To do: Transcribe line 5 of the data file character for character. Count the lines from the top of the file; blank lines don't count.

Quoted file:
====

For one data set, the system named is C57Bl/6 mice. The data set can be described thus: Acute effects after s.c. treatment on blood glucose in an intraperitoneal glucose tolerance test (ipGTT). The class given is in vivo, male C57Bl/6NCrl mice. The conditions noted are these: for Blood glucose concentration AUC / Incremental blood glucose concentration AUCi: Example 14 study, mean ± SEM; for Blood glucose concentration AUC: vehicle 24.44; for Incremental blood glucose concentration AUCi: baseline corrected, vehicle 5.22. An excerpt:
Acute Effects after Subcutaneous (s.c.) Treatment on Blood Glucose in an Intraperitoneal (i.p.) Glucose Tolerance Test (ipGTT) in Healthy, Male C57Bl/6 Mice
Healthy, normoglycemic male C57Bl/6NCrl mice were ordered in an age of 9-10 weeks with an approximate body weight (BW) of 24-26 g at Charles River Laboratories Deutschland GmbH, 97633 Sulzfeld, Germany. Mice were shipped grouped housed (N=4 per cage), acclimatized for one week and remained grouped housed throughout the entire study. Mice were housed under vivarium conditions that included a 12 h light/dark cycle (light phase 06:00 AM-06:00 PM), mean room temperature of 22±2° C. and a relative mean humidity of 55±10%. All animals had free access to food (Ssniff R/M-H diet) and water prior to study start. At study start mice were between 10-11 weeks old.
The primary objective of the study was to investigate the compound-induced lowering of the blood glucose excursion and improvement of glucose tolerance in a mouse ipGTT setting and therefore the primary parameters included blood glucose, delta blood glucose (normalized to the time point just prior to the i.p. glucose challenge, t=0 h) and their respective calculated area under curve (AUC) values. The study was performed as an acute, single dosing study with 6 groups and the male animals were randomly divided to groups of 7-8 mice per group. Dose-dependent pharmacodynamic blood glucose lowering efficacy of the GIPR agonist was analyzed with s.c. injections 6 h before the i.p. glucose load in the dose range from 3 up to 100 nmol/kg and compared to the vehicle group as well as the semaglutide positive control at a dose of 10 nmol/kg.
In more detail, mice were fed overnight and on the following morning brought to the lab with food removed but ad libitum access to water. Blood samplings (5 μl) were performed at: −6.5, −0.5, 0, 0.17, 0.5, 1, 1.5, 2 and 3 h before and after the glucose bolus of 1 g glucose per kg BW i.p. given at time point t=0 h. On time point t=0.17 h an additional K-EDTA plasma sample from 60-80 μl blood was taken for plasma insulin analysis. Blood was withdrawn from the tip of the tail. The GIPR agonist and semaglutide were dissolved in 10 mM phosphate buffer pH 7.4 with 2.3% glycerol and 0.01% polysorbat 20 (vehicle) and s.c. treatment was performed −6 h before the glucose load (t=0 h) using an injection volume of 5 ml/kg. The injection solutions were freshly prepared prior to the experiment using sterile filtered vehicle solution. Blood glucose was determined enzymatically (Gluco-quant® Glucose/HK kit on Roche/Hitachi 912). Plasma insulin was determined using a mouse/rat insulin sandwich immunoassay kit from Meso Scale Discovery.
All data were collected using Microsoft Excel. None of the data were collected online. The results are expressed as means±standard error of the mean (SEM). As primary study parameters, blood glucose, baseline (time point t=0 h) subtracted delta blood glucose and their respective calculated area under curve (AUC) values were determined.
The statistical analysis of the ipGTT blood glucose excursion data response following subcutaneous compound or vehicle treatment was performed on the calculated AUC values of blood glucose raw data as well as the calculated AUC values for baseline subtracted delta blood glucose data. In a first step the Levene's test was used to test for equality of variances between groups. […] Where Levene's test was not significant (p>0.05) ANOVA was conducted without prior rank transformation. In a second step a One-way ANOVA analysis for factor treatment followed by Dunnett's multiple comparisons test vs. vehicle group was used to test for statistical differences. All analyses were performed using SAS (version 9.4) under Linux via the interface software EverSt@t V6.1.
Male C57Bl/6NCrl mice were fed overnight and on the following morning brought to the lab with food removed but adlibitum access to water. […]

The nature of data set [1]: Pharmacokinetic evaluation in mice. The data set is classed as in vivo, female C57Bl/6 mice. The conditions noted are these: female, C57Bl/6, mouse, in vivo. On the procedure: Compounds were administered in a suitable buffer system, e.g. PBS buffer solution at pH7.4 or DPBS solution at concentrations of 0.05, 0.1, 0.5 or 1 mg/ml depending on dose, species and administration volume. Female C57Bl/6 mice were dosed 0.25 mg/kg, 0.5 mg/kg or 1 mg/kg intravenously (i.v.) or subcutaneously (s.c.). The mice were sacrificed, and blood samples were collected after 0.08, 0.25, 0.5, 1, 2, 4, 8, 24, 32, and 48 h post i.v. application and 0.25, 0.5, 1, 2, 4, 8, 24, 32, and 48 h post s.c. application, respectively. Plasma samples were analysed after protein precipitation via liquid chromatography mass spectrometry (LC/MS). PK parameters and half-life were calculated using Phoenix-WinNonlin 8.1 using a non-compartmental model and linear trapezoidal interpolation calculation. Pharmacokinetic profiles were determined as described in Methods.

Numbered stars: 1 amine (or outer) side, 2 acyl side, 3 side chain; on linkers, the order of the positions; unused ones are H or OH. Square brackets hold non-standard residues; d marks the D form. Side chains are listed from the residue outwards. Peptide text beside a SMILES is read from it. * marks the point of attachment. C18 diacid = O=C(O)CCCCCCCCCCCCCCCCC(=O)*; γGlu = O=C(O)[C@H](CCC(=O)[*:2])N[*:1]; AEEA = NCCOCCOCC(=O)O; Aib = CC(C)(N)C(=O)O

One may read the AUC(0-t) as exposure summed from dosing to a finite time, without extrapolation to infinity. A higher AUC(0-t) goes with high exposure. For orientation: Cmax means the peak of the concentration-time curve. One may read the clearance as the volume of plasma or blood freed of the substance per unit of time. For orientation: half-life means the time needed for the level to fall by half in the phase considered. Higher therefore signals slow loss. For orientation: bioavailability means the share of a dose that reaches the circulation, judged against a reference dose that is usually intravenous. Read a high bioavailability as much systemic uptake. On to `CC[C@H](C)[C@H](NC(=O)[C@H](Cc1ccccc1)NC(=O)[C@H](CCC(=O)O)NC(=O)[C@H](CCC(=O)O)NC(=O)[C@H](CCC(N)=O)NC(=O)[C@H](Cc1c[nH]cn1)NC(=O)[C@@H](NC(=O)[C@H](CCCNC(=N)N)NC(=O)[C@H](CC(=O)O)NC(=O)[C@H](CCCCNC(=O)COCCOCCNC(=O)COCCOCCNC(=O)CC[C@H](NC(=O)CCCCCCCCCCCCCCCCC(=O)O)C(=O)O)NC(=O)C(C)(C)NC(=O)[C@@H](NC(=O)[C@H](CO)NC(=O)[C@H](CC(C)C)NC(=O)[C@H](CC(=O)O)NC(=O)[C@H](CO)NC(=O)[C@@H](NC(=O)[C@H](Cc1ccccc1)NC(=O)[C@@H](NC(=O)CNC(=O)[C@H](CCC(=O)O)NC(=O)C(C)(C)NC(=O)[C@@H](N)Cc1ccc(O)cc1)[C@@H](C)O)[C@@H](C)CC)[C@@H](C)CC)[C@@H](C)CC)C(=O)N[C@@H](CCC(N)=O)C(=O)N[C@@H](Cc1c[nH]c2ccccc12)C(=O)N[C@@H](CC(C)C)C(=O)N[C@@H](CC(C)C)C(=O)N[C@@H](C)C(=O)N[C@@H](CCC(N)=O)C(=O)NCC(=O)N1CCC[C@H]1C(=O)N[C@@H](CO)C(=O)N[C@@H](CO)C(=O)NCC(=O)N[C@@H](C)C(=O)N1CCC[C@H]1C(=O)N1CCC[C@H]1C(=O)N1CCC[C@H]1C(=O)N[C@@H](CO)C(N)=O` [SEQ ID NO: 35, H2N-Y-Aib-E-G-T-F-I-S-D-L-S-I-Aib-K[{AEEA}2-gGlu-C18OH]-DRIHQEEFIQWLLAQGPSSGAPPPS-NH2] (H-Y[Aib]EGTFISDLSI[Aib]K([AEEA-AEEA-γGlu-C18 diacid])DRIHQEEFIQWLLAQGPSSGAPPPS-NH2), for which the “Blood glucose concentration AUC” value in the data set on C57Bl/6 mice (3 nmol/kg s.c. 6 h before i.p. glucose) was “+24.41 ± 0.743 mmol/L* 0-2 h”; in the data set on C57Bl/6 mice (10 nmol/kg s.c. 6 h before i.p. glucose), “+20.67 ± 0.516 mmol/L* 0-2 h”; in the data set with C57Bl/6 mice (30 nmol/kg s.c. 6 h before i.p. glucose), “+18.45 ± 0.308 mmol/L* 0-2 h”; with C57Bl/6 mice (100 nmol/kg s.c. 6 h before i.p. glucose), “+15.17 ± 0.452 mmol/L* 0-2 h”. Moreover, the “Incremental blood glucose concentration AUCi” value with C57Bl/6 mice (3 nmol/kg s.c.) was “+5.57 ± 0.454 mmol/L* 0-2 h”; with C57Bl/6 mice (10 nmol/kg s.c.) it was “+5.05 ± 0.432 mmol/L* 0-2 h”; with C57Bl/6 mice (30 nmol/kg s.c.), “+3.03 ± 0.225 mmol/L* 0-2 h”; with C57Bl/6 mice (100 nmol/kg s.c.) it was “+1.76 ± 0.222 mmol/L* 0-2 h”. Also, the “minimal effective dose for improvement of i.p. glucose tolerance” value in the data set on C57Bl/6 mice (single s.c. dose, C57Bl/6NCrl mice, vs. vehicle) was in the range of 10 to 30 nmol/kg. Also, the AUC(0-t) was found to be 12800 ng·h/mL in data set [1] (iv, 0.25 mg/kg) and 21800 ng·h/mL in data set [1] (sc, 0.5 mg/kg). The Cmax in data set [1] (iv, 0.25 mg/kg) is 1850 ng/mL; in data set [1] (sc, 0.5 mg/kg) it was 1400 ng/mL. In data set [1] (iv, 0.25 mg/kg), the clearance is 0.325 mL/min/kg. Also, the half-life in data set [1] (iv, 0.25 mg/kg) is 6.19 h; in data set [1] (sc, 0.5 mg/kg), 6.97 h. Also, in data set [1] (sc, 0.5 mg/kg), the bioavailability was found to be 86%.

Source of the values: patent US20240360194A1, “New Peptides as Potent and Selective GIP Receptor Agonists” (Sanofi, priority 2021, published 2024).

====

In more detail, mice were fed overnight and on the following morning brought to the lab with food removed but ad libitum access to water. Blood samplings (5 μl) were performed at: −6.5, −0.5, 0, 0.17, 0.5, 1, 1.5, 2 and 3 h before and after the glucose bolus of 1 g glucose per kg BW i.p. given at time point t=0 h. On time point t=0.17 h an additional K-EDTA plasma sample from 60-80 μl blood was taken for plasma insulin analysis. Blood was withdrawn from the tip of the tail. The GIPR agonist and semaglutide were dissolved in 10 mM phosphate buffer pH 7.4 with 2.3% glycerol and 0.01% polysorbat 20 (vehicle) and s.c. treatment was performed −6 h before the glucose load (t=0 h) using an injection volume of 5 ml/kg. The injection solutions were freshly prepared prior to the experiment using sterile filtered vehicle solution. Blood glucose was determined enzymatically (Gluco-quant® Glucose/HK kit on Roche/Hitachi 912). Plasma insulin was determined using a mouse/rat insulin sandwich immunoassay kit from Meso Scale Discovery.